London pauses for breath as average asking prices fall from peak

HPI LondonNew London sellers coming to market in July set their asking prices on average 1.4% lower than those in June. This is down nearly £6,000 on last month’s record high, leaving the average asking price of a newly marketed home in the capital at £432,641.



Miles Shipside, director of Rightmove comments: “Summer sellers have missed the traditionally brisker spring selling season, so have to price a bit more keenly to appeal to their holiday-distracted target audience. It is also likely that after a 7.3% rise in the first half of the year, the London property market is pausing and reflecting whether prices have reached the current limit of affordability or buyers’ willingness to pay record levels”.


It is usual for sellers coming to market in the summer months to be more conservative in their asking prices, with London sellers in July last year following the same pattern with a fall of 1.7%. This year it also coincides with prices having reached the third record peak of the year in June, so a pause in the pattern of rising prices is only to be expected.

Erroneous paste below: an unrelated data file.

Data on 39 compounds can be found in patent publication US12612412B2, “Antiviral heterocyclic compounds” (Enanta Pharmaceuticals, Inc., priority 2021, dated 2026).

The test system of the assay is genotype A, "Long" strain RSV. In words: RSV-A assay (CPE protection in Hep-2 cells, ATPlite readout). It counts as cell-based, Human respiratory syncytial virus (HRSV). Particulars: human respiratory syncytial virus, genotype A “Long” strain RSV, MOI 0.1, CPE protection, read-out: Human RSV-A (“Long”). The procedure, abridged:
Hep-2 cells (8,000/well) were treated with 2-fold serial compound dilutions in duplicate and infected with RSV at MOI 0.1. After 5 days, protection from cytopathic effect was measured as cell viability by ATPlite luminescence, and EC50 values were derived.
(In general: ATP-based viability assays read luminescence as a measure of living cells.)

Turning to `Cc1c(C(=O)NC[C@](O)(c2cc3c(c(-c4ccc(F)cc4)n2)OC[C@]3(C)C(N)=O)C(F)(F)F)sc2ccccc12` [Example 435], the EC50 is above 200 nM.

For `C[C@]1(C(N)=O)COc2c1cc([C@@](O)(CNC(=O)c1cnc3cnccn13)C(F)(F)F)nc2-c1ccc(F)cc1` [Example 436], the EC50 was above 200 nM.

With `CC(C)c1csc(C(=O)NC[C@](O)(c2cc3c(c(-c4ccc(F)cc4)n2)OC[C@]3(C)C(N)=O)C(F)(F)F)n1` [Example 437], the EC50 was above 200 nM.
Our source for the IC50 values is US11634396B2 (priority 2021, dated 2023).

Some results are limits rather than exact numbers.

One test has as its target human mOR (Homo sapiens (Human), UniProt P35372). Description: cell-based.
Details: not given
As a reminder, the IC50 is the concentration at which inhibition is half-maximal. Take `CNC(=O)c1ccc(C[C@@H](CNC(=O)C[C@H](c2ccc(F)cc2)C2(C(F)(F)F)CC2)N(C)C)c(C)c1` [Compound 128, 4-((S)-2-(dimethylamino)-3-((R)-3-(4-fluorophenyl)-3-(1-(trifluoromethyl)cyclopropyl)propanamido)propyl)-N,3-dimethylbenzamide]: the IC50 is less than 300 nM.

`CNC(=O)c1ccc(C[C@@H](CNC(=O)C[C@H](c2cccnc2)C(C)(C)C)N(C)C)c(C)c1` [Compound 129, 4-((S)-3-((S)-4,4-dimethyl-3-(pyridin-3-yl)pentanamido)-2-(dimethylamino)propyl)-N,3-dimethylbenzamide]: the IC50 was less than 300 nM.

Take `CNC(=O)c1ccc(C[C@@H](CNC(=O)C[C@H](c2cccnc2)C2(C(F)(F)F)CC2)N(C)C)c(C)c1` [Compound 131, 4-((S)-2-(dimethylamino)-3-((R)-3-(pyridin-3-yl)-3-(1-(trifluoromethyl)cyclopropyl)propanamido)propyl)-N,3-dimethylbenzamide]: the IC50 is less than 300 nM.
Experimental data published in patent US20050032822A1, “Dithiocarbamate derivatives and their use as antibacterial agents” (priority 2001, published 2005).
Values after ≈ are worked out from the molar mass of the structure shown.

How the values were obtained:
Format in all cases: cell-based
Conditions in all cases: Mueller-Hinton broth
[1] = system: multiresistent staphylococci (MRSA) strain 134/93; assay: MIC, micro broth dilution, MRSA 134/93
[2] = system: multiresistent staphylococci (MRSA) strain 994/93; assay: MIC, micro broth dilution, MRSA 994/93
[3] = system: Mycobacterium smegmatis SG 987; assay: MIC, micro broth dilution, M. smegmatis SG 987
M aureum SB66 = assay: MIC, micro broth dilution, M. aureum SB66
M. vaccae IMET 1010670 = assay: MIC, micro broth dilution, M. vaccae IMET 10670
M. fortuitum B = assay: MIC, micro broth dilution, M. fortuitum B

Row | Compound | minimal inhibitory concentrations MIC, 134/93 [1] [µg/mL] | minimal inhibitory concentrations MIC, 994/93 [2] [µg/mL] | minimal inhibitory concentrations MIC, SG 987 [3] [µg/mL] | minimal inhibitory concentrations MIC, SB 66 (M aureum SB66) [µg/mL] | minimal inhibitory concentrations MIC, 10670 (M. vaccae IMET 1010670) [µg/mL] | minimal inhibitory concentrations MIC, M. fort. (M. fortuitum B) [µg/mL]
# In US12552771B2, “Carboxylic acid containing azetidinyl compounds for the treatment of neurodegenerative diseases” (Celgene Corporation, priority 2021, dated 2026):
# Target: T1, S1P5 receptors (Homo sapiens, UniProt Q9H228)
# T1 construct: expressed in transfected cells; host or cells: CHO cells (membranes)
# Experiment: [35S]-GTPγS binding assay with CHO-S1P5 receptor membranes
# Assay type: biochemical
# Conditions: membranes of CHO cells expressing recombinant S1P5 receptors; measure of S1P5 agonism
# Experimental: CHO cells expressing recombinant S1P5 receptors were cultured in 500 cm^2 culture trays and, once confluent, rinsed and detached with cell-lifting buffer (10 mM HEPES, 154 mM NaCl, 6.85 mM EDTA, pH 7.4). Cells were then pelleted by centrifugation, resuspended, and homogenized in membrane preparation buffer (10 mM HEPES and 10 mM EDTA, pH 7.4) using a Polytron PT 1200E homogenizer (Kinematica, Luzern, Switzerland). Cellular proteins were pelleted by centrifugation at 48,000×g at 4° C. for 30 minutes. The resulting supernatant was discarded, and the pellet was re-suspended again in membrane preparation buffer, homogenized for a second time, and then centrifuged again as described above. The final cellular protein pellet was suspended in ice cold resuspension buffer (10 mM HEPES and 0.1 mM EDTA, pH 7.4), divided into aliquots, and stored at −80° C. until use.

Shipside adds: “While London is a less price-sensitive location than other parts of the country, many of its buyers still require finance and so are also susceptible to the tightening of mortgage lending, pressure on income and the rising cost of living. Agents report more offers below the asking price, so this month’s drop is an early warning that prices may be testing their upper limits”.


One sign of prices reaching the current limit of affordability is that the number of properties coming to market is 15% down on July last year. The current weekly run rate of new listings is 4,294 compared to last July’s 5,072, a signal that the costs to trade up have become more challenging and some potential movers are staying put. Research by Rightmove also finds that across the UK 7 out of 10 homes brought to market in the first half of 2011 are still without a buyer, highlighting the tough realities of the current property in market.


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